In this situation, the responsibility of the security providers should have increased manifold. It is shocking that the assassin, Mumtaz Qadri, found his way back into the Punjab Elite Force protecting Salmaan Taseer. Five years ago, Qadri was declared unfit for VIP duty due to his religious fanaticism. It is almost impossible to believe that some of the providers of security to Salmaan Taseer were not involved in the conspiracy. Also responsible are the higher-ups that recruit such persons. An immediate cleanup must be taken in hand. One expected a crackdown within 24 hours. Exemplary punishment must be given immediately; delay is counter-productive.
May I ask the honourable courts why they are turning a blind eye to the threats? Has there been an enquiry pertaining to whether the court in Nankana Sahib announced the conviction of Aasia Bibi under threats or on merit?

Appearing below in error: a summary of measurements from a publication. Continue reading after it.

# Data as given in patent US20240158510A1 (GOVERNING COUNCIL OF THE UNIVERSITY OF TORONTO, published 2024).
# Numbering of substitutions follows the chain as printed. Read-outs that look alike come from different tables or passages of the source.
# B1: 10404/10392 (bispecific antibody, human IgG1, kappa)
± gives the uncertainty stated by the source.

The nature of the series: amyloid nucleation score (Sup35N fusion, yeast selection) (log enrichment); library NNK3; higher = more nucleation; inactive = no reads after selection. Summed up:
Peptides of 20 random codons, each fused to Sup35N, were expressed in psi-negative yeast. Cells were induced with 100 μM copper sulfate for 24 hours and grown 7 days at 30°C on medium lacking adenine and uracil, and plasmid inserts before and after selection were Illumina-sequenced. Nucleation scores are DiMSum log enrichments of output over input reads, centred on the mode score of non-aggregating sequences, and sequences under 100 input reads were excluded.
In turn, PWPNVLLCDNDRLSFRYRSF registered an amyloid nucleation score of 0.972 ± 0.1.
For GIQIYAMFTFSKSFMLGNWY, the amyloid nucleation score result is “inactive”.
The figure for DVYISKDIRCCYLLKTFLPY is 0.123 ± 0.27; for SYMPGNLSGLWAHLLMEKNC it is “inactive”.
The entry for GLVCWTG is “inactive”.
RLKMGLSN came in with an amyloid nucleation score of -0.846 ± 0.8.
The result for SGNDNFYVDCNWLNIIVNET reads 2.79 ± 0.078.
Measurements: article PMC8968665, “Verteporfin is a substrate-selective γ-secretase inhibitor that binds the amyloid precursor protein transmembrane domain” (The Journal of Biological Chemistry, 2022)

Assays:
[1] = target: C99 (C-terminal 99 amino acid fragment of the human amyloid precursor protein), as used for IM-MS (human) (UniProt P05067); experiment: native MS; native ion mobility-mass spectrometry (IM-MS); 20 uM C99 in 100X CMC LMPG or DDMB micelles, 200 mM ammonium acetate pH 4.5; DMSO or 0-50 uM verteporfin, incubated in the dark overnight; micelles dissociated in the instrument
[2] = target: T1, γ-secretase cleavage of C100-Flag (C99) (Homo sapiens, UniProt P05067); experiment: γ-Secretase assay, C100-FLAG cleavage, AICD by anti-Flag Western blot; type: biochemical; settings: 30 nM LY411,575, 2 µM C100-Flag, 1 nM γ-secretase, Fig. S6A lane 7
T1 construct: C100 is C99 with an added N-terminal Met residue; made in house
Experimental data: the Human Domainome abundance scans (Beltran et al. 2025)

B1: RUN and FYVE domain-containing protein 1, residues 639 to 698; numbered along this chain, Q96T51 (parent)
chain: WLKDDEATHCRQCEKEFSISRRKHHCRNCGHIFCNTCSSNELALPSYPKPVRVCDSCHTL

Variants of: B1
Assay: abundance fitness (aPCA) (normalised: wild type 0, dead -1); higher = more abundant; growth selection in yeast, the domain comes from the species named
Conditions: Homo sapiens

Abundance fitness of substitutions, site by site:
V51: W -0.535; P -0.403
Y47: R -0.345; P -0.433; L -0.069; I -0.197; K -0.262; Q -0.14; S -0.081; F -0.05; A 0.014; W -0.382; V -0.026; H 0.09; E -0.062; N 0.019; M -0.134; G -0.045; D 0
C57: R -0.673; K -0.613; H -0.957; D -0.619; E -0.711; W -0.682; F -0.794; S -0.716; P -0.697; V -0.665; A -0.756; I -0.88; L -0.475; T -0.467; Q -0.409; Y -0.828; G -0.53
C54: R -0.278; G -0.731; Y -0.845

Threats and incentives for murder were issued in the case of the Governor Punjab, Salmaan Taseer, and continue to be issued to others. Head money is being offered for other murders as was offered in the case of Salmaan Taseer. Are the judges so concerned for their own personal safety that they do not take suo motu notice? Talal Bugti, a cleric in Peshawar, and another in Rawalpindi have been reported for open incitement for murder. The press has done its duty and has brought such activities to the notice of public. What is the use of all this if the law does not take its course and justice is not enforced? If a government, federal or provincial, cannot find protection for its citizens, even for its distinguished leaders, or apprehend those issuing threats and incitements, then does it have any justification to be there? I hope the sectors responsible for security see this crime as their last chance to prove their worth in enforcing justice and cleansing the system. Please do not wait for all the voices of sanity to be silenced.
NOTE : The writer is a culture and media management specialist, a researcher, author, director and actor